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Swamp Magic

Bayou-Diversity (23 August 2020) Just after daybreak on this unseasonably cool, late August morning we walked to the Wreck, a hike that traversed two ecosystems, and witnessed a bit of magic. From our house on the edge of the Pleistocene terrace where the historical forest was a mix of upland hardwoods and pines, we descended into the bottomland hardwood forest of the Bayou D’Arbonne floodplain. The descent was only thirty feet, but for the biota it was as drastic as 3,000 feet on a Colorado mountain. Two months earlier our path in the swamp was ten feet beneath the natural backwaters of overflow wetlands. There were no signs of the flood today as the forest floor was powder dry, belying the fact that bluegills and smallmouth buffalo recently spawned where swamp hibiscus now blooms.

The Wreck is a landmark known to fewer and fewer people as time flows down the serpentine bayou. It is prominent in my family lore. My father told of being taught to swim there by his grandfather before the Great Depression and before the gluttonous cotton sucked the fertility from the marginal soils just up the hill, driving most of his generation away. Tradition holds that when deer finally returned to the swamp after years of persecution, they always crossed the bayou at the Wreck. In February, the Wreck was a favored place to bottom fish for the cold, glistening bass with red eyes. For us it has always been a reference point in the swamp, a location from which to orient one to another spot, a place to begin a story, to reminisce about old times.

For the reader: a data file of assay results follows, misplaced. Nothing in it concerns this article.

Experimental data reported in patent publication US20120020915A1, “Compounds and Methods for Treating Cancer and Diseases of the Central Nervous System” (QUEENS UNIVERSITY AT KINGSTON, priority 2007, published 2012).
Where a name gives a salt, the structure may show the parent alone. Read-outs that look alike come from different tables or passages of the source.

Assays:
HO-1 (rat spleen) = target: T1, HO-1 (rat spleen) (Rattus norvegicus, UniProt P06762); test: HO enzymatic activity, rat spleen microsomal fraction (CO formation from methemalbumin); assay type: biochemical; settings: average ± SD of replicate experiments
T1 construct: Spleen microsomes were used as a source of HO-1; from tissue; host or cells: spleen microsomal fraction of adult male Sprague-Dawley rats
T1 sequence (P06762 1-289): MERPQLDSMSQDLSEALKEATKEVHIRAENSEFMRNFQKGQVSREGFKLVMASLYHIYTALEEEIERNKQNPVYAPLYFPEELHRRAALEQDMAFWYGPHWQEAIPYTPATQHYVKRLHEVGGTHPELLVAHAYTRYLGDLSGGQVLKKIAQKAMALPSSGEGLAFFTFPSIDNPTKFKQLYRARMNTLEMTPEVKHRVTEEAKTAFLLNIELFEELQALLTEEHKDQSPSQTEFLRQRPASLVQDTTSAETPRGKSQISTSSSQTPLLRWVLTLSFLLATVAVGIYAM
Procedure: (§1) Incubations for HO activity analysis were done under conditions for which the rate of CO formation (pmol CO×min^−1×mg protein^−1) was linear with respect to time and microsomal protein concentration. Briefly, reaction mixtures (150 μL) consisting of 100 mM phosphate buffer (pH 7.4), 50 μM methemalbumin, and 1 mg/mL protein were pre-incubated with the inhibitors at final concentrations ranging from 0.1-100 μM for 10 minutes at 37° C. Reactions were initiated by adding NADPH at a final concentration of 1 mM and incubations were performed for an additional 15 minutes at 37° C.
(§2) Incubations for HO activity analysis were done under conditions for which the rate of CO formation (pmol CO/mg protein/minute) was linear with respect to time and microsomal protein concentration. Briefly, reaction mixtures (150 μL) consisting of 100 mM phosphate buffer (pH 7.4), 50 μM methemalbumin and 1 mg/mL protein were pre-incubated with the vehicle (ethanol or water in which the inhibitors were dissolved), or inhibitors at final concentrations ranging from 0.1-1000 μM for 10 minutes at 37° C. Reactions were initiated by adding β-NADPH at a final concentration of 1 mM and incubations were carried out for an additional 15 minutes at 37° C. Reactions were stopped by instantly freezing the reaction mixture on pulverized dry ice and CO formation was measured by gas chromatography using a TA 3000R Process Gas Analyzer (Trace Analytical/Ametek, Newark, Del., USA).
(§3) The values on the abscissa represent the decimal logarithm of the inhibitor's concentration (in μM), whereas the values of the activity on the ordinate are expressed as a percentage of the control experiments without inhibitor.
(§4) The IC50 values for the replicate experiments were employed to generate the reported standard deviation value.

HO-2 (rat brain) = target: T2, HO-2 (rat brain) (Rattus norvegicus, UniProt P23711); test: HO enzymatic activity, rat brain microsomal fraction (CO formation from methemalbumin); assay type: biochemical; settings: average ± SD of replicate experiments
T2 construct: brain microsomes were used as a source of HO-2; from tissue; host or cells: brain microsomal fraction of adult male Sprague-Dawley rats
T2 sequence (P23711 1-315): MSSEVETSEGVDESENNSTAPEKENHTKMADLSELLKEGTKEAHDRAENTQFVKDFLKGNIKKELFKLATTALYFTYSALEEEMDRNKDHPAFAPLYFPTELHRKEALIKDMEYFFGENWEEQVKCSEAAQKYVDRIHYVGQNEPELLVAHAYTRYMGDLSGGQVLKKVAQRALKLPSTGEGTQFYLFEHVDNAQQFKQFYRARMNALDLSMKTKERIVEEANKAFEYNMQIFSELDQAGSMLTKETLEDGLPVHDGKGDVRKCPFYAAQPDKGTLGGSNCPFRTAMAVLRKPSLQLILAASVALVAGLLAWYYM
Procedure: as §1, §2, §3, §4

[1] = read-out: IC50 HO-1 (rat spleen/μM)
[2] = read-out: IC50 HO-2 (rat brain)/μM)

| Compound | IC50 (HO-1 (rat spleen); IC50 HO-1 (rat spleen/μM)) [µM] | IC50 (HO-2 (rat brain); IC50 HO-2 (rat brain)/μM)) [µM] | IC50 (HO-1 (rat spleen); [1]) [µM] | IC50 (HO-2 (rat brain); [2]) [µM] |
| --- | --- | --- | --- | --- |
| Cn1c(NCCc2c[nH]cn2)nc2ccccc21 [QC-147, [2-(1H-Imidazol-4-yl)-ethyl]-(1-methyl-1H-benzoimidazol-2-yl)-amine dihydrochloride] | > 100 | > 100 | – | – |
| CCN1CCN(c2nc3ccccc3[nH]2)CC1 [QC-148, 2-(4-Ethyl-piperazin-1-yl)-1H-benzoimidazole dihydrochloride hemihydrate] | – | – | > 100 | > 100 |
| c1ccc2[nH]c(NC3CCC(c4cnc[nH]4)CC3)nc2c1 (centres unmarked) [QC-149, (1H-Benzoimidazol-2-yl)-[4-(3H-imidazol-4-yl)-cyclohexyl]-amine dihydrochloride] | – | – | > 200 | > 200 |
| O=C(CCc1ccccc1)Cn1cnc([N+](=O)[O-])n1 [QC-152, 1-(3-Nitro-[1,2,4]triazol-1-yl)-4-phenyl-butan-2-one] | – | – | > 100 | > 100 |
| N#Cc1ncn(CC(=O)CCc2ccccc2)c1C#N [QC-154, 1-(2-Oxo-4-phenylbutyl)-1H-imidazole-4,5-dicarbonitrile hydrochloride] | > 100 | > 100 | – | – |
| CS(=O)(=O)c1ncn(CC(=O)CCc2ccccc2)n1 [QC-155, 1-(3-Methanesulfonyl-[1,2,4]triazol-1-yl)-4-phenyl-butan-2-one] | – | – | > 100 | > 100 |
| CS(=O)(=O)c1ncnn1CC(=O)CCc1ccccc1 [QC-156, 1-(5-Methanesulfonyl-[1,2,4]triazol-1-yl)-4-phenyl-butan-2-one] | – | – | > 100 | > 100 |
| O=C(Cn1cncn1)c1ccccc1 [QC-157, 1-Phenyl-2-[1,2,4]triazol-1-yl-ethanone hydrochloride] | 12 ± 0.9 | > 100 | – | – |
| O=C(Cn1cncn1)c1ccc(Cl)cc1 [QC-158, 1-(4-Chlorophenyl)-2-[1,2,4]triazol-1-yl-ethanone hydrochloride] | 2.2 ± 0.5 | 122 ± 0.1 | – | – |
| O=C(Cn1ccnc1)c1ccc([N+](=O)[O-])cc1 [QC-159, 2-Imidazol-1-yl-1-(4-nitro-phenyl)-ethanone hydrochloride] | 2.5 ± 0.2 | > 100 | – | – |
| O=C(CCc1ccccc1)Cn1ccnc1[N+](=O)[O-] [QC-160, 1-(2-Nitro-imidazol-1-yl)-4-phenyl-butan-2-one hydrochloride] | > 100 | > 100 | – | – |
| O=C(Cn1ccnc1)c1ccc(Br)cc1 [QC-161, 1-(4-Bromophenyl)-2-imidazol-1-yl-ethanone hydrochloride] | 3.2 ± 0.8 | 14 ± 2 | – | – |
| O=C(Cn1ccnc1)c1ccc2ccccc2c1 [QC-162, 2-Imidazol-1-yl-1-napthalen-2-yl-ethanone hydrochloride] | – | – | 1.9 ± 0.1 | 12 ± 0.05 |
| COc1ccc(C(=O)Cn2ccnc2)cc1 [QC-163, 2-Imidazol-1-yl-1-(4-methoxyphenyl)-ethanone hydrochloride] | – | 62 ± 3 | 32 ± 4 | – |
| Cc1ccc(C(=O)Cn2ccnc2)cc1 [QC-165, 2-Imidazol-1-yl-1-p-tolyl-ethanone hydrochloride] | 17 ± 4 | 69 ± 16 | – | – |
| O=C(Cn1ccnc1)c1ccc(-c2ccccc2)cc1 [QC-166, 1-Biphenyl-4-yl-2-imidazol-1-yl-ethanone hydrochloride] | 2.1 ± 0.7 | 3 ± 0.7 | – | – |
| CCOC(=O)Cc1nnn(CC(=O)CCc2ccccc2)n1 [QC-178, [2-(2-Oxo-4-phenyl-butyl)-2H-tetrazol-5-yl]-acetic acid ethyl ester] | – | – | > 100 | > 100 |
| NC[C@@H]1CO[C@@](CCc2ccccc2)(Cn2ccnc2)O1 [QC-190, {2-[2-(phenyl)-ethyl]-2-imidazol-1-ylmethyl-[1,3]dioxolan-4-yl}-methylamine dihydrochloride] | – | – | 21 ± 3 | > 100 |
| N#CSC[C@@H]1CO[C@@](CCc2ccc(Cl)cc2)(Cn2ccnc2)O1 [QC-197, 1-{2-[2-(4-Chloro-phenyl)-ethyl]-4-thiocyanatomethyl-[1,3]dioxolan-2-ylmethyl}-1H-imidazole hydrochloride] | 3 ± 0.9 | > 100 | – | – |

The Wreck of course was named after a memorable accident. In 1890 the steamboat “Tributary” sank there after catching fire just upstream at Turkey Bluff. The blazing inferno fueled by 300 bales of clay-hill cotton drifted down a long, straight stretch of the bayou and ran aground in a sharp bend, our turn-around point for the morning hike. Even at the present low-water level, no evidence of the bygone drama is visible now as shifting sandbars and scouring currents have cleared the stage. The bayou is late summer translucent. A white perch fisherman below the bend probed a submerged treetop with a fluorescent jig. Longnose gar breached the surface to gasp the cool air, and an unseen rain crow beckoned an afternoon thunderstorm. The magic of the Wreck though defied gravity with wings on this morning. From the exact point of the rising sun more than a hundred wood storks appeared in bleached chevrons of a dozen or more. Escorted by outliers of egrets and herons, and with five-foot wingspans to carry their parcels of myths, the storks like gangly angels flap-glided over our heads and over all the stories of the Wreck on their way to tomorrow.


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